Most ads expire after thirty days. Even with such a short lifespan, there were more than 206,000 listings on a typical day in March 2011, in categories ranging from goats to muzzleloaders, from paintball equipment to bands seeking members.
Gilbert came to Salt Lake City in late 2009 after a career that included a professorship at Harvard Business School, where he worked closely with Clayton Christensen, author of The Innovator’s Dilemma, a well-known book about disruptive change. The two of them collaborated on the “Newspaper Next” project, a 2006 study sponsored by the American Press Institute to encourage innovation. Gilbert was hired by Deseret Management Corp.’s president and chief executive officer, Mark Willes, who had a troubled reign as CEO of Times Mirror (1995-2000) and publisher of the Los Angeles Times (1997-1999).
One of Gilbert’s main goals was reflective of a tenet of Christensen’s philosophy: “Business units don’t evolve; corporations do.” So Gilbert separated the digital sales force to enable it to take more risks. He said that KSL.com had been “run through the mainline channel—the TV. The [ad] sellers would have an afterthought to also sell web. They’d throw it in if you also bought TV.” The new company “created a profit-sharing relationship with the legacy organization. They’d benefit from our growth—but they didn’t control it.”
KSL.com’s revenue grew 75 percent from 2009 to 2010, executives say, though they don’t spell out numbers. Gilbert says his company will continue to push on both the cost and the revenue sides of the equation: “News is expensive,” he says, and audience loyalty is key. “You can’t get two clicks and expect to pay off on that investment.”
For decades, there has been a connection between the journalism that news organizations provide and the advertisements that generate most of their revenue. Whether it’s a glossy spread that runs before the table of contents in a fashion magazine, or the anchorman’s “more after this message” assurance on the local Eyewitness News, ads and content have always been closely linked in the stream that appears before the consumer.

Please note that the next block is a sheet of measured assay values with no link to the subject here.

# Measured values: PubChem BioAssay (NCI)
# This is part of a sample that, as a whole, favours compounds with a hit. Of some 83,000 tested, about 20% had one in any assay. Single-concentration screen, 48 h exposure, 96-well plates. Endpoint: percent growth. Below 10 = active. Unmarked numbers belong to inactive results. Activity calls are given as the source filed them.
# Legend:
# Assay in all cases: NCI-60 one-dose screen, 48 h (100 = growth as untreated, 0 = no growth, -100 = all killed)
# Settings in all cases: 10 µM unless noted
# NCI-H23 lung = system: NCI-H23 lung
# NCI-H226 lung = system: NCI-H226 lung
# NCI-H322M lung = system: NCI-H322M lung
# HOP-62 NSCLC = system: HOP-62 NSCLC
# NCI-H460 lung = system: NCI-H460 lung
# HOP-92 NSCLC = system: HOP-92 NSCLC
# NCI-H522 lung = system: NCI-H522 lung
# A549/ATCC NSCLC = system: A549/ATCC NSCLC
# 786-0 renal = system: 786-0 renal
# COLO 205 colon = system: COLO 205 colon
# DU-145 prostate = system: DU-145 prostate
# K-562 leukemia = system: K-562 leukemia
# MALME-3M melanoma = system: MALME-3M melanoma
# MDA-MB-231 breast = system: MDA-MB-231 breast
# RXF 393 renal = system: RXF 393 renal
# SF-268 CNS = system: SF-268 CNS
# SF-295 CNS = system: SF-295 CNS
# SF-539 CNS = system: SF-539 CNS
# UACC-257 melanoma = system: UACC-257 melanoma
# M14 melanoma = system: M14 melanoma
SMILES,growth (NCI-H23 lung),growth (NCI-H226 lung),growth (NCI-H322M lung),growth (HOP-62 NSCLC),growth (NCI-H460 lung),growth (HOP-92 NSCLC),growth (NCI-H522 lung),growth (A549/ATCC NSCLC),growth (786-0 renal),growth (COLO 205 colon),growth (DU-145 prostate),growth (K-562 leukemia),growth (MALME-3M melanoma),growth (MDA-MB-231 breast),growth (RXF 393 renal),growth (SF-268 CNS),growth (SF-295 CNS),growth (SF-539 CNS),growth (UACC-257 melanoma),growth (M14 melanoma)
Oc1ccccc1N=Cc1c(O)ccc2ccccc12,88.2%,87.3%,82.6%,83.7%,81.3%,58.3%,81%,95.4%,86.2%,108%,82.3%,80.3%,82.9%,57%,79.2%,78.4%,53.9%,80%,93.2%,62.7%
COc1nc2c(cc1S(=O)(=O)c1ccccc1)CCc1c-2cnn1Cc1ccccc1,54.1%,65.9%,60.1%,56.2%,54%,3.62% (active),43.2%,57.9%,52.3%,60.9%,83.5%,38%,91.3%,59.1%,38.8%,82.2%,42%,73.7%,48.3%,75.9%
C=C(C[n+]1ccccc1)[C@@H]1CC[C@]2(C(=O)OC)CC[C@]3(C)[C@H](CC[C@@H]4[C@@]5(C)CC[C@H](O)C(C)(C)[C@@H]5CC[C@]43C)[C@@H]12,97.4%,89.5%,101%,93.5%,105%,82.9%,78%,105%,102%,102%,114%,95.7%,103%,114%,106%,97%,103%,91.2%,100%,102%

That linkage is breaking down, and news organizations are scrambling to replace it with something else. That may mean selling ads on sites they don’t own or control. “Creating content doesn’t ensure a well-sized audience,” says Chris Hendricks, vice president of interactive media at newspaper chain McClatchy Co. “We’re accepting of the fact that the two may be disengaged.” He then adds something one wouldn’t have heard a few years ago from a media executive: “The longstanding premise of content and advertising being inextricably linked has clearly fallen apart.”
McClatchy and other companies are turning toward selling advertising space on other sites, including Facebook and Yahoo. “It’s almost like we are a sales and distribution company that decided we’re going to fund journalism,” says Hendricks.
Salespeople at McClatchy’s thirty daily newspapers, as well as those at many other news organizations, sell ads on Yahoo as part of their pitch to local advertisers. For a worldwide company like Yahoo, “it’s very difficult and expensive to set up a local sales force of size,” Hendricks says. In the 1990s, Microsoft tried and failed to crack the market with a venture called Sidewalk, which was designed to produce city guides and sell local ads. Hendricks notes that Yahoo’s rates for local ads tend to be higher than for national ads—but Yahoo needed people who knew the communities and businesses. “So we became their local sales force selling their inventory.”
Because Yahoo has such broad reach, the relationship opens a big market for local news organizations. “The typical paper has 15 percent penetration in the local market,” Hendricks says, speaking of online operations. “When we partner with Yahoo, it takes us up to 80 percent.” And because many Yahoo ads are “behaviorally targeted”—meaning they are more closely geared to readers’ interests, based on web usage habits, geography, or demographics—the rates are much higher. But those ads need a lot of viewers to ensure that the subsections of the audience are big enough to interest advertisers. “It’s almost impossible to sell behaviorally targeted ads with 15 percent penetration,” Hendricks says. “With Yahoo’s scale you can.” McClatchy averages an $18 cost per thousand views for targeted ads, Hendricks says. That’s about twice the average for its usual display ads, though it has to share the proceeds with Yahoo.